As long as white supremacy, sexism, extractive end stage capitalism, and other oppressive, nature-violating, patriarchal systems still harm creatures on this planet, any particular individual can only heal so much. Wellness culture puts the burden of healing on the individual, when much of the trauma caused by oppressive systems cannot be healed individually, unduly burdening those who are already burdened by traumas that are beyond their control. We must acknowledge the unearned privileges that get overlooked whenever we talk about healing.

39. Group healing is a spiritual practice. When safe, cult-proofed, non-oppressive groups come together with the intention of healing and bonding, healing can happen, and sometimes it’s quite mysterious. If you add art, music, ritual, beauty, and other trauma-supportive practices to a group bond, things can get exponential. Researchers call it the “mega-placebo effect.” Religious folks call it “miracles.” Think of pilgrims who gather at places like Lourdes in France. Is it really the walls of the grotto or the magical water that sometimes leads to cures? Or is it the group field of people gathering with open hearts and a lot of Self energy, coming together with the intention of healing each other?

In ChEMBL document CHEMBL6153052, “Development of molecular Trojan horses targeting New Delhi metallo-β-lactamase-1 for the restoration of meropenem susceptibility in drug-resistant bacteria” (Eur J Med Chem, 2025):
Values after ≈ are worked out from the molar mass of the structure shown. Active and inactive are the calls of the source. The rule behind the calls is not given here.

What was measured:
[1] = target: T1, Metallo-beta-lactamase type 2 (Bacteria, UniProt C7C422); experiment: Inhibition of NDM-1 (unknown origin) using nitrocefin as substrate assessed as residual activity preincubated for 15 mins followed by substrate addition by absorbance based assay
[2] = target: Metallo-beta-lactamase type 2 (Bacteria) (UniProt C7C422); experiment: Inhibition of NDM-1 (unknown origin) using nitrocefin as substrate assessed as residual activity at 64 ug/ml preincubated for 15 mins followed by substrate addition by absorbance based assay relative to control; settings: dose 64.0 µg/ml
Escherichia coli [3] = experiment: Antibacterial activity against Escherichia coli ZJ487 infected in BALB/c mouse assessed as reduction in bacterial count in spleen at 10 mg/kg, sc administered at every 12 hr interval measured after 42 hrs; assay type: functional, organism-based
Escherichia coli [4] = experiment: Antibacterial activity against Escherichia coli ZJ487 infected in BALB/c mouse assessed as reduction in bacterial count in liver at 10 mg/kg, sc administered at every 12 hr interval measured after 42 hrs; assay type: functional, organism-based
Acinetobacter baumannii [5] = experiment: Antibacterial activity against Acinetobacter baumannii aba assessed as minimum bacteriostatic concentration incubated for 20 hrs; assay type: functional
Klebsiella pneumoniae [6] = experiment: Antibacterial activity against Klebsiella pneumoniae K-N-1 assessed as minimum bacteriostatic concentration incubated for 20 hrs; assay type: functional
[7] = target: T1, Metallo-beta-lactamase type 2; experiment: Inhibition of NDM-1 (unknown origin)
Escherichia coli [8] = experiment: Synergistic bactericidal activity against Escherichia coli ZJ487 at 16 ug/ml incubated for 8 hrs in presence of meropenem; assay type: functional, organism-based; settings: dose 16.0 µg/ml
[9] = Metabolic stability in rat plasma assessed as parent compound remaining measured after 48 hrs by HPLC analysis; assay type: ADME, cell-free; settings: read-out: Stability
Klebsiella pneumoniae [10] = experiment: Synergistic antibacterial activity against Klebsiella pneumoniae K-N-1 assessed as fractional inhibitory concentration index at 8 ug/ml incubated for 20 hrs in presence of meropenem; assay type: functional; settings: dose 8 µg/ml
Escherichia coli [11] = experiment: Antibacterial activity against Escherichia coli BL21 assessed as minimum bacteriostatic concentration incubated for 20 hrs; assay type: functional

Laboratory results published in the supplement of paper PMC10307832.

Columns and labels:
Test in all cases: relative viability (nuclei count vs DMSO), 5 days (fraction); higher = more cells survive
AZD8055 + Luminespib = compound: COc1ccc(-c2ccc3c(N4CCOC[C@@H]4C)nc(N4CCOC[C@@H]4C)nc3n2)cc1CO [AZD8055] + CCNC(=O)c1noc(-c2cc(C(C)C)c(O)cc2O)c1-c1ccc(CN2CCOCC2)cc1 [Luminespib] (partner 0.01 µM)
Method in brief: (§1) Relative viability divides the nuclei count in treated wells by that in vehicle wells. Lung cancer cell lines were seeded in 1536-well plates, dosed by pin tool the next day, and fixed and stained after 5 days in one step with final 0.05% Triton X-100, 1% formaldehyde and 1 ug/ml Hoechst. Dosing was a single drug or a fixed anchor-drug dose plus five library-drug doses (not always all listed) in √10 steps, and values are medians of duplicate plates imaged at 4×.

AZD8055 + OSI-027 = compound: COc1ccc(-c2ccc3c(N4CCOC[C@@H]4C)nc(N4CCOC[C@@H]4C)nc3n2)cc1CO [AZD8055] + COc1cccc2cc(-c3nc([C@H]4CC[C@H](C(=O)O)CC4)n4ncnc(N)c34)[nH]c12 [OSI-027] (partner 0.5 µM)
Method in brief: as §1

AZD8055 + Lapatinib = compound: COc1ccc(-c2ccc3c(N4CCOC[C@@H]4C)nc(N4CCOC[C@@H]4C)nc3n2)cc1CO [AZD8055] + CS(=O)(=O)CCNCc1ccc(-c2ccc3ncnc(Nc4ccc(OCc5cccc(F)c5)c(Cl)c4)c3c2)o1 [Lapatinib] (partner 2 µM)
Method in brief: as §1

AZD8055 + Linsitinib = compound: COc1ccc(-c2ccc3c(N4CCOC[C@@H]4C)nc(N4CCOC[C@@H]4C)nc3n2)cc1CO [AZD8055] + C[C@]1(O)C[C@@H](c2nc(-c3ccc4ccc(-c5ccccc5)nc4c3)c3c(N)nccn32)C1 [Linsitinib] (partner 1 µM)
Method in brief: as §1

40. Circles heal.